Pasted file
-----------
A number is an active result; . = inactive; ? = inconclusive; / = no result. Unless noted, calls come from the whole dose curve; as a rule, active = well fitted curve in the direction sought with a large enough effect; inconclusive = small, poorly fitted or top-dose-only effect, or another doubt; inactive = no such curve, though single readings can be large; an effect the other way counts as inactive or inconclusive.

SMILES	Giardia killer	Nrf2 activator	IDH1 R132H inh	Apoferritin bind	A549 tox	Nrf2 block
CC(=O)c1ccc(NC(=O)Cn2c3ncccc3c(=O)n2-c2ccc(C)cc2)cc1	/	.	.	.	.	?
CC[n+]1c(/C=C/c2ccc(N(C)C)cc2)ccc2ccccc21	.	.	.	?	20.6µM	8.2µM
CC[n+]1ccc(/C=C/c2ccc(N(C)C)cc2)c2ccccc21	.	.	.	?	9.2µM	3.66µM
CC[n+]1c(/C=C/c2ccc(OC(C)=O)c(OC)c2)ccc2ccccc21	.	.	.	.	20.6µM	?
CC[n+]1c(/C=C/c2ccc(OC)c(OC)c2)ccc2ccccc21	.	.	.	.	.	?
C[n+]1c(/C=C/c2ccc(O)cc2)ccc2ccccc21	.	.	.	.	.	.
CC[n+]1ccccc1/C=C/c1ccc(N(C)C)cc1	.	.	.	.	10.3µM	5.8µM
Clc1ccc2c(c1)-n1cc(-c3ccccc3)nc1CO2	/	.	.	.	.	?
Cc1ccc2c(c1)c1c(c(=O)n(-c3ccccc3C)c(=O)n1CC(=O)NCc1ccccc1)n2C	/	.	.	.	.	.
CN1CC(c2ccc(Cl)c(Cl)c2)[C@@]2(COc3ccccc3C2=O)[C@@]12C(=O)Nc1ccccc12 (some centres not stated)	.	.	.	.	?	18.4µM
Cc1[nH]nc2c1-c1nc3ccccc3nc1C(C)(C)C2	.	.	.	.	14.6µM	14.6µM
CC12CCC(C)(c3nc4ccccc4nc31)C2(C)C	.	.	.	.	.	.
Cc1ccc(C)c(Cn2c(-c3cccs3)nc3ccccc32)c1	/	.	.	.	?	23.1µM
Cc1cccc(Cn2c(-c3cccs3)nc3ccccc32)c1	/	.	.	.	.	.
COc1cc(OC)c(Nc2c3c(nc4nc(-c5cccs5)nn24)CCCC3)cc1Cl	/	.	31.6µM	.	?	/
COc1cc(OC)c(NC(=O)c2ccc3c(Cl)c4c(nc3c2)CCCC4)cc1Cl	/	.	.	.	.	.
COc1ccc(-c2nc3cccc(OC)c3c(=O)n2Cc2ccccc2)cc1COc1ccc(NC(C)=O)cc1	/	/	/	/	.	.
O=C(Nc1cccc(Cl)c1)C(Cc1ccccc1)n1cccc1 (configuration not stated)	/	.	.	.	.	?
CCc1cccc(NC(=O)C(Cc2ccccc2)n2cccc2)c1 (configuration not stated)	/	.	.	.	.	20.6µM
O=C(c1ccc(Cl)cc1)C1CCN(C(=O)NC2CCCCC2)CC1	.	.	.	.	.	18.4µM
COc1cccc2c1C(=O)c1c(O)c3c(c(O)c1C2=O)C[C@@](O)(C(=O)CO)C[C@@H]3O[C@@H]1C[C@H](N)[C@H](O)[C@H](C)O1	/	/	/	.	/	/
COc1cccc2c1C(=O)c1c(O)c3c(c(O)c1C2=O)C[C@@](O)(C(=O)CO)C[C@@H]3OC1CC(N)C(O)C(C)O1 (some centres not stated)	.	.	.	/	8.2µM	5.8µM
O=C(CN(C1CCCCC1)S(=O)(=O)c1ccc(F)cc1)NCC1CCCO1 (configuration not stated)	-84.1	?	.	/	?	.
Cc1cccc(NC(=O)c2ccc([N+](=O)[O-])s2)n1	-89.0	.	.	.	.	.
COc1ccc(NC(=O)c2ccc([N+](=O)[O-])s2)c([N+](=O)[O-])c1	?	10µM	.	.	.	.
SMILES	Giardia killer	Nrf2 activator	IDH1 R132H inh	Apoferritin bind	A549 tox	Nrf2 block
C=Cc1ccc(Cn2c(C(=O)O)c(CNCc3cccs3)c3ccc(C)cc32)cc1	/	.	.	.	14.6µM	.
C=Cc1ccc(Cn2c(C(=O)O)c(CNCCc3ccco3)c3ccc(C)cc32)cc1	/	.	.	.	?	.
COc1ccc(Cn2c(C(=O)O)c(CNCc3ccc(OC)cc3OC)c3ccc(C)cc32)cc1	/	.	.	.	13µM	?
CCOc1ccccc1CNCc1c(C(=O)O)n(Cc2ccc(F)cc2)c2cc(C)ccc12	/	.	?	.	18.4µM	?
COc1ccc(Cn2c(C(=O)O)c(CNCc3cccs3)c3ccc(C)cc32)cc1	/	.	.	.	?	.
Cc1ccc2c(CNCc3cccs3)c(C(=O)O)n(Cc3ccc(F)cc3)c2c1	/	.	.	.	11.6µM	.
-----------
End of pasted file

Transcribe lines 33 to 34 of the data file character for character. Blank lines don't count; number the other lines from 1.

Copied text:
COc1ccc(Cn2c(C(=O)O)c(CNCc3cccs3)c3ccc(C)cc32)cc1	/	.	.	.	?	.
Cc1ccc2c(CNCc3cccs3)c(C(=O)O)n(Cc3ccc(F)cc3)c2c1	/	.	.	.	11.6µM	.